How Alphabet’s Project Loon balloons learned to loiter

When Google launched Project Loon a few years ago, the plan was to provide internet access to underserved areas with the help of a series of balloons that would constantly circumnavigate the earth. When one balloon moved out of range, another would move in behind it. Today, Google is still Google but it’s also Alphabet — and as Alphabet’s “Captain of Moonshots” at X Astro Teller explained today, the team recently found a way to keep the Loons in one spot for an extended time, and that will likely be how the company will operate its Loon-based internet service in the future.

That means Project Loon will be able to work with significantly fewer balloons in flight at any given time. According to Teller, the team hit upon the algorithm that makes this work almost by accident. “By early 2016, the team was seeing a few balloons behave in a slightly weird way: lingering in an area rather than sailing away,” he writes in today’s announcement. “In the weirdness, they saw opportunity. They asked themselves the once-impossible question: could our algorithms help the balloons to stay much closer to the location they were already in?”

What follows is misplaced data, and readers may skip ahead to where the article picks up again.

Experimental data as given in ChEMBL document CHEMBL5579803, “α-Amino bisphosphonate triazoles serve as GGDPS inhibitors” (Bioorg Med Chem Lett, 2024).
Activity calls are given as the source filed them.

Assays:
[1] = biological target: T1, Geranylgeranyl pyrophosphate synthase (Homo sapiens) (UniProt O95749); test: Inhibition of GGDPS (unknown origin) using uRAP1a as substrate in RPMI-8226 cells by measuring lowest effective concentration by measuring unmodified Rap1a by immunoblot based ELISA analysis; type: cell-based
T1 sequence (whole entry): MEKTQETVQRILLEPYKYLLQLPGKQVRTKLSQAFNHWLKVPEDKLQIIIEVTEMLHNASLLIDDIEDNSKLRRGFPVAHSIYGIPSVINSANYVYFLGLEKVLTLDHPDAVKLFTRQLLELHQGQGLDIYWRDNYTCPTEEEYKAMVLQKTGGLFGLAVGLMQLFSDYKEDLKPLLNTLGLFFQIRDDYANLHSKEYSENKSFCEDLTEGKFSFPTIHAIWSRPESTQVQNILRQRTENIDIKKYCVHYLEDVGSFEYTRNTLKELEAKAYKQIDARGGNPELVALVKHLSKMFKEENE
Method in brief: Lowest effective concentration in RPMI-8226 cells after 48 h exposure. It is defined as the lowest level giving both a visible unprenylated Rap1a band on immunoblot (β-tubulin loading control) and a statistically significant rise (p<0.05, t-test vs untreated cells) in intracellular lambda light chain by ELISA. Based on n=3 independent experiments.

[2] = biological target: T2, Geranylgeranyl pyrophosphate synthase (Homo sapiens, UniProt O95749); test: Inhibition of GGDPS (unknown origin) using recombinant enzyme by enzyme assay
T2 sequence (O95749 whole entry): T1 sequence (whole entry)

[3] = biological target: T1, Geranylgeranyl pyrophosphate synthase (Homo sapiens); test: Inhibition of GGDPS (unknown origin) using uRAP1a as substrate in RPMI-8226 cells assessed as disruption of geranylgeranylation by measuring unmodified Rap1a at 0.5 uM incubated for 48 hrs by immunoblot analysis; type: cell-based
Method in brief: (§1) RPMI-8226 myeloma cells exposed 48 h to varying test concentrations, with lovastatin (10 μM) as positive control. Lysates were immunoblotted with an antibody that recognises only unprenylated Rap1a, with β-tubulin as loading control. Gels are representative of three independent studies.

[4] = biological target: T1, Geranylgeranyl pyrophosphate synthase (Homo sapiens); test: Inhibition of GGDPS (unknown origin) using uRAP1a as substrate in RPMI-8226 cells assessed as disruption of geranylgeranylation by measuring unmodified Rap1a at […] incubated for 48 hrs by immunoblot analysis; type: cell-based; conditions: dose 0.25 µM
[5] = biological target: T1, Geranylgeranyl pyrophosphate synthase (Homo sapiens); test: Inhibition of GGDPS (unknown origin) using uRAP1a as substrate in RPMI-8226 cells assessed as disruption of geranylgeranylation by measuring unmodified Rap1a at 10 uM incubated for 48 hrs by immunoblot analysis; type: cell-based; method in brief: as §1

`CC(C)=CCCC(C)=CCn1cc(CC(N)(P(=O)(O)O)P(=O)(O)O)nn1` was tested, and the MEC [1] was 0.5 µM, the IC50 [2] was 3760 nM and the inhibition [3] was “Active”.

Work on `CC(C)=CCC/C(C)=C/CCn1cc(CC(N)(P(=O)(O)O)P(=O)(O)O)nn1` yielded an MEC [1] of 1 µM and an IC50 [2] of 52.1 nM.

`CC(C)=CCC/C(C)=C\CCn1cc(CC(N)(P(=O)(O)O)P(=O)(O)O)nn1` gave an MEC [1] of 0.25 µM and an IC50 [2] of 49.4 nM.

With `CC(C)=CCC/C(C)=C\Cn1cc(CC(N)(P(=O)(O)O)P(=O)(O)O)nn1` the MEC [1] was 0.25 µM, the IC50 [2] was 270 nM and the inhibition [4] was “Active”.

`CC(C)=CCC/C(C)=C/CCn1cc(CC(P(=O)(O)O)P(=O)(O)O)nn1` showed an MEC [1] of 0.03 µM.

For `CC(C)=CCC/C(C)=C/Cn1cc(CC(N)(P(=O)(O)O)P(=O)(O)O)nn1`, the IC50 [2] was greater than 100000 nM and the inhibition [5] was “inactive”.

Using this new system, the team managed to have balloons loiter in Peruvian airspace (after launching from Puerto Rico) for up to three months.

When the project started, the team first had to learn how to make a balloon fly around the globe. Then, as the team learned how to better steer the balloons (and predict local winds), the team figured out how to have the Loons loop around an ocean or continent. Those loops grew tighter over time — and having the balloons loiter over a small area is the logical conclusion of that experiment.

Whether Alphabet will ever be able (or willing) to turn Loon into a fully fledged internet service remains to be seen. Having fewer balloons in the air at any given time, though, will surely make it cheaper to operate — and the current version of Alphabet is all about making a profit, after all.